The fabric of Britain as we know it is being ripped apart. So much is changing, almost behind our backs, we haven't got time to notice what is happening to us. And it is happening fast.

Thursday, 29 December 2011

On The Fourth Day of Xmas, My True Love Gave to Me... Four Grades of Unemployment

The unemployment statistics show a rise of 128,000, in the three months to October, meaning a total of 2.51 million people are officially unemployed in this country. 

That is 8.3%, with dramatically bigger rises in London and the North East.  But do people know what the statistics actually mean?  

Employment and Support Allowance is the controversial replacement for Incapacity benefit, brought in by the Labour government in 2008 for new claimants, and gradually extended to all Incapacity Benefit claimants.  

After the first 13 weeks of the claim, the claimant is reassessed,  then put in one of three categories - fit for work (at which point they must find a job or migrate to jobseekers allowance), Work Related Activity group (or WRA) and support group.  Only 7% of claims are awarded support group status - ie judged completely incapable of work (although, as we have seen on Frothers, many of these decisions are reversed on appeal).

 17% of ESA claimants are placed in the WRA group.  This amounts to over 400,000 people who are judged to be fit for work if appropriate adjustments are made, or in the near future.  These people are required to attend work focused interviews where they will discuss how they will get back into work, and can have their benefits docked if they fail to attend. 

These are the people who were described as “work-shy scroungers” in certain papers when the latest set of ESA claimant data was released.  Yet they are not included in the latest unemployment statistics.

“Unemployed” people are jobless, have been actively seeking work in the past four weeks and are available to start work in the next two weeks; or they are out of work, have found a job, and are waiting to start it in the next two weeks.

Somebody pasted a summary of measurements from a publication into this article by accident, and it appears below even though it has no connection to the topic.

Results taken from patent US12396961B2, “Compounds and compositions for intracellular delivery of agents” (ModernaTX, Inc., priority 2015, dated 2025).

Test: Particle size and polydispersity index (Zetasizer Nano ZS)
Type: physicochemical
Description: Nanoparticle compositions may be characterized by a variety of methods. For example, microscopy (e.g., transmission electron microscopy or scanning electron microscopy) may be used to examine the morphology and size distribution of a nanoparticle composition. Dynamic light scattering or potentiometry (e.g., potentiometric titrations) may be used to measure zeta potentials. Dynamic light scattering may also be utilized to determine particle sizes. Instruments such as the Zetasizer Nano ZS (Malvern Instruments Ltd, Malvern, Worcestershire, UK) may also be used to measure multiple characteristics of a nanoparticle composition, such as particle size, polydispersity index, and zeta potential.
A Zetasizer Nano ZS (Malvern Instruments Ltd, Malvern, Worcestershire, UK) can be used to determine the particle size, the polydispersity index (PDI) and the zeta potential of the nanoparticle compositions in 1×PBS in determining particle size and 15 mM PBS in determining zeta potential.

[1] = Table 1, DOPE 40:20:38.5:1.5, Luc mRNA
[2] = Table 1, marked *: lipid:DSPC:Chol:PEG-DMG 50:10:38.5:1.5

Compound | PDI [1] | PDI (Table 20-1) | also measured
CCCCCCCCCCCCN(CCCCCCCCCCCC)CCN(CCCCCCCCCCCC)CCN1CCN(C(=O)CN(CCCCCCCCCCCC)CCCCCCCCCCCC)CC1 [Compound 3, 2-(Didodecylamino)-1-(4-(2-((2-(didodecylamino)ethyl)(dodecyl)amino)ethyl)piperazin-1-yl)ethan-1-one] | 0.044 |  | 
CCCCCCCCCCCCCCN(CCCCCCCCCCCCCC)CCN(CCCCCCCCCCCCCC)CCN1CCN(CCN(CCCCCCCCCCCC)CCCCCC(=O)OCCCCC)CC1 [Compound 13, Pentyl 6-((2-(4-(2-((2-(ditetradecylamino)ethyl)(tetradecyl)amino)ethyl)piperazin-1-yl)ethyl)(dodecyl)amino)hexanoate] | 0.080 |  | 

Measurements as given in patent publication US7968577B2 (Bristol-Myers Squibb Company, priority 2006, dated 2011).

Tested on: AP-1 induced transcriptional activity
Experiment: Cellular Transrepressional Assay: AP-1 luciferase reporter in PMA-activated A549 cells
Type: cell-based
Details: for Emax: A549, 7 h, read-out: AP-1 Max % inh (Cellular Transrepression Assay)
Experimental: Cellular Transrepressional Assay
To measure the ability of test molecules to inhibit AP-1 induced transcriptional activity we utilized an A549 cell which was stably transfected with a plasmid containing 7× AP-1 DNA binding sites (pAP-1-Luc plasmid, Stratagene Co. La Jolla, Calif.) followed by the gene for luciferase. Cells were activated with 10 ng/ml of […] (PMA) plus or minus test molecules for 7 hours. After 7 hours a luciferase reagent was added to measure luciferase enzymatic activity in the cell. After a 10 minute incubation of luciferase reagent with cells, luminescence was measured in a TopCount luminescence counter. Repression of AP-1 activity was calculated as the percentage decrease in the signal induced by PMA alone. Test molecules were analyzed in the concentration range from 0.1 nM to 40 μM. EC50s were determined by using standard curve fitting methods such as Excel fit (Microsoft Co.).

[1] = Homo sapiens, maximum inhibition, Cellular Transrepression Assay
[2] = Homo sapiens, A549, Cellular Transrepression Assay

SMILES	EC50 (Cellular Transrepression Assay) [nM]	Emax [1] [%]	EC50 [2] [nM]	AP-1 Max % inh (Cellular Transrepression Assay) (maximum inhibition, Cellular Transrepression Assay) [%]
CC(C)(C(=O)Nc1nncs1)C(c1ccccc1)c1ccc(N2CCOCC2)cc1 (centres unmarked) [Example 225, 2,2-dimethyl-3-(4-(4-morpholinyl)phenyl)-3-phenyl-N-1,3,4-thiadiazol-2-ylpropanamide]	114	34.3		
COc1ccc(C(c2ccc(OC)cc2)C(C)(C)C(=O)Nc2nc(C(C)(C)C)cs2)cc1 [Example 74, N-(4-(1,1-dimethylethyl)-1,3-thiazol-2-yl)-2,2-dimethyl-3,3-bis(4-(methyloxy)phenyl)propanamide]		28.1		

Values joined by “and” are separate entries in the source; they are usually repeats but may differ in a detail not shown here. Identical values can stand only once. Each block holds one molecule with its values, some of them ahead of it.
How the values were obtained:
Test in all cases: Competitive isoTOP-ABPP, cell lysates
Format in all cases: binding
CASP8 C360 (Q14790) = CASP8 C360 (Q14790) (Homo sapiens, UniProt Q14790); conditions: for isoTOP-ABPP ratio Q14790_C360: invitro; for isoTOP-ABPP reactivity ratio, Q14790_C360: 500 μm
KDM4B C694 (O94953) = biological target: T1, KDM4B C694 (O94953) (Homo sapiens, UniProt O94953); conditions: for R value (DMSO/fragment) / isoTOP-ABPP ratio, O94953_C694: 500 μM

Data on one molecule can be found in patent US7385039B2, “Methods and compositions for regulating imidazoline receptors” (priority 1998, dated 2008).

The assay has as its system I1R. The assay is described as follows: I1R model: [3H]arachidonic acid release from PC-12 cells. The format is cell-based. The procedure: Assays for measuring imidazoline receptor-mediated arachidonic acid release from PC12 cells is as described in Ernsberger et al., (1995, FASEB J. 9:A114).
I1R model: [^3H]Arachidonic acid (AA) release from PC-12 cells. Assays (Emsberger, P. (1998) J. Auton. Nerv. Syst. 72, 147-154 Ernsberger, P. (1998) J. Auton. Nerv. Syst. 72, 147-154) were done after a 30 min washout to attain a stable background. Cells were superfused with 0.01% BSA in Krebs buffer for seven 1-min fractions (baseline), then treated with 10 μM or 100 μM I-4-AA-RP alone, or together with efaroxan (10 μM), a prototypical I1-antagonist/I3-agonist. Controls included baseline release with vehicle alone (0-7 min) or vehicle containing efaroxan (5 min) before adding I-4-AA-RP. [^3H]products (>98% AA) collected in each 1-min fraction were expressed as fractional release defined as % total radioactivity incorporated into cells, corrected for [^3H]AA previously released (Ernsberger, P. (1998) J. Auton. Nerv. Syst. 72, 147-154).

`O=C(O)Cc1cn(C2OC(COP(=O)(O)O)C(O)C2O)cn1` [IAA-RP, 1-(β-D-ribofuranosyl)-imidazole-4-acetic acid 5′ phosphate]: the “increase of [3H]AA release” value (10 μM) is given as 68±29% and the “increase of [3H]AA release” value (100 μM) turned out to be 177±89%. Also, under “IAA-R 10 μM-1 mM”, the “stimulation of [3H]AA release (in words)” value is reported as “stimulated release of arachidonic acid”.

As ESA claimants in the work related activity group are not required to actively seek work, only prepare to seek work, they are not counted.  Yet they are legally required to prepare for work.  So, which are they?  

Are they incapable of work, and so not included in unemployment statistics, just the“economically inactive” group (more on which later), or are they able to prepare for work, as they are legally required to do?  This may sound like a dry statistical question, but those 400,000 people in the WRA group are facing uncertainty about their lives - the status is causing confusion and anger amongst some of the most vulnerable sectors of society.

The Economically Inactive group is, by the most up to date statistics, 23% of the population.  These are people who are without paid work, but are not classed as unemployed.  They may be sick or disabled, carers or not seeking work for some other reason.  This does not mean that they don’t wish to work, only that they are not counted as seeking work.  They may in fact be looking for a job, but unable to start in the next two weeks due to other responsibilities.  They may wish to work, but are prevented by disability or high costs of childcare.  Or they may be stay at home parents or carers.  Of course, some will be rich kids living off trust finds, but somehow I doubt that counts for 23% of the population.